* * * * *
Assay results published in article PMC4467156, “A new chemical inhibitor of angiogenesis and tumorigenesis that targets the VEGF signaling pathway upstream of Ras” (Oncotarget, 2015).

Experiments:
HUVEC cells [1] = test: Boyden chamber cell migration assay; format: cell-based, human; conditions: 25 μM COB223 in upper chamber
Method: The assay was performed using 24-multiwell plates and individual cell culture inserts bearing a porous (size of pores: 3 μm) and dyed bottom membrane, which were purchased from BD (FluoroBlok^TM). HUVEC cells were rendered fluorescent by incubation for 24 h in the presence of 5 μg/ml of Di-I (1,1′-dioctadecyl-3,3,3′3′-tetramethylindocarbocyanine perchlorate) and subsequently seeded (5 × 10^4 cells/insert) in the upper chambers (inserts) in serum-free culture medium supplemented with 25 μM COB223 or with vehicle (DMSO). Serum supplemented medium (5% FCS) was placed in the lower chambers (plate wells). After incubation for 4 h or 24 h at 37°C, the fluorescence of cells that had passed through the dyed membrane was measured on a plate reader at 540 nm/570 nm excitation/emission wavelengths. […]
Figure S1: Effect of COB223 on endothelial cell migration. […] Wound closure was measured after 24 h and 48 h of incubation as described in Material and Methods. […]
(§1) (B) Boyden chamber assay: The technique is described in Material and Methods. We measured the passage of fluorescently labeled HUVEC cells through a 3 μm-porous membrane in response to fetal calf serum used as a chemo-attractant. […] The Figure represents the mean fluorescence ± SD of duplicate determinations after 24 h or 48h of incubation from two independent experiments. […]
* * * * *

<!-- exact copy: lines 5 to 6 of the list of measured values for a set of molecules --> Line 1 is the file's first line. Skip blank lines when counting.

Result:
Figure S1: Effect of COB223 on endothelial cell migration. […] Wound closure was measured after 24 h and 48 h of incubation as described in Material and Methods. […]
(§1) (B) Boyden chamber assay: The technique is described in Material and Methods. We measured the passage of fluorescently labeled HUVEC cells through a 3 μm-porous membrane in response to fetal calf serum used as a chemo-attractant. […] The Figure represents the mean fluorescence ± SD of duplicate determinations after 24 h or 48h of incubation from two independent experiments. […]